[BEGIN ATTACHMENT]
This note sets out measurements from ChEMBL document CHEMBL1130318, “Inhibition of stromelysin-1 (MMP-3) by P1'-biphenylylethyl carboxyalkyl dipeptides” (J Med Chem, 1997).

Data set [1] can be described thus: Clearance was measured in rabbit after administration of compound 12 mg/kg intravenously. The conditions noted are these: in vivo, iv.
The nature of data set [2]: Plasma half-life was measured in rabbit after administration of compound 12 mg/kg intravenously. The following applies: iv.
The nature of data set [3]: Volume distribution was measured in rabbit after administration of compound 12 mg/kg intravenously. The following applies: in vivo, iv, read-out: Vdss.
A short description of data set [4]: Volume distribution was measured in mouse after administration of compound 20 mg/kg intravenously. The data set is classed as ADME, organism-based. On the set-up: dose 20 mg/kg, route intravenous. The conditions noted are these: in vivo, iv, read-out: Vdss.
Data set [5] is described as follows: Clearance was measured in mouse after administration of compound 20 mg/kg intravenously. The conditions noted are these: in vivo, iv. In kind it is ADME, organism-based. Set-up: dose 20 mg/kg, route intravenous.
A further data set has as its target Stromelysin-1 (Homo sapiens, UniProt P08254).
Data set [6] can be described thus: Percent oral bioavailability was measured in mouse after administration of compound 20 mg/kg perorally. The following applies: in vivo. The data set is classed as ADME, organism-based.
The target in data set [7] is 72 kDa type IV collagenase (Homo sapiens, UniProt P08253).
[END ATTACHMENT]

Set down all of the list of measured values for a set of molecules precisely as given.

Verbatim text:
This note sets out measurements from ChEMBL document CHEMBL1130318, “Inhibition of stromelysin-1 (MMP-3) by P1'-biphenylylethyl carboxyalkyl dipeptides” (J Med Chem, 1997).

Data set [1] can be described thus: Clearance was measured in rabbit after administration of compound 12 mg/kg intravenously. The conditions noted are these: in vivo, iv.
The nature of data set [2]: Plasma half-life was measured in rabbit after administration of compound 12 mg/kg intravenously. The following applies: iv.
The nature of data set [3]: Volume distribution was measured in rabbit after administration of compound 12 mg/kg intravenously. The following applies: in vivo, iv, read-out: Vdss.
A short description of data set [4]: Volume distribution was measured in mouse after administration of compound 20 mg/kg intravenously. The data set is classed as ADME, organism-based. On the set-up: dose 20 mg/kg, route intravenous. The conditions noted are these: in vivo, iv, read-out: Vdss.
Data set [5] is described as follows: Clearance was measured in mouse after administration of compound 20 mg/kg intravenously. The conditions noted are these: in vivo, iv. In kind it is ADME, organism-based. Set-up: dose 20 mg/kg, route intravenous.
A further data set has as its target Stromelysin-1 (Homo sapiens, UniProt P08254).
Data set [6] can be described thus: Percent oral bioavailability was measured in mouse after administration of compound 20 mg/kg perorally. The following applies: in vivo. The data set is classed as ADME, organism-based.
The target in data set [7] is 72 kDa type IV collagenase (Homo sapiens, UniProt P08253).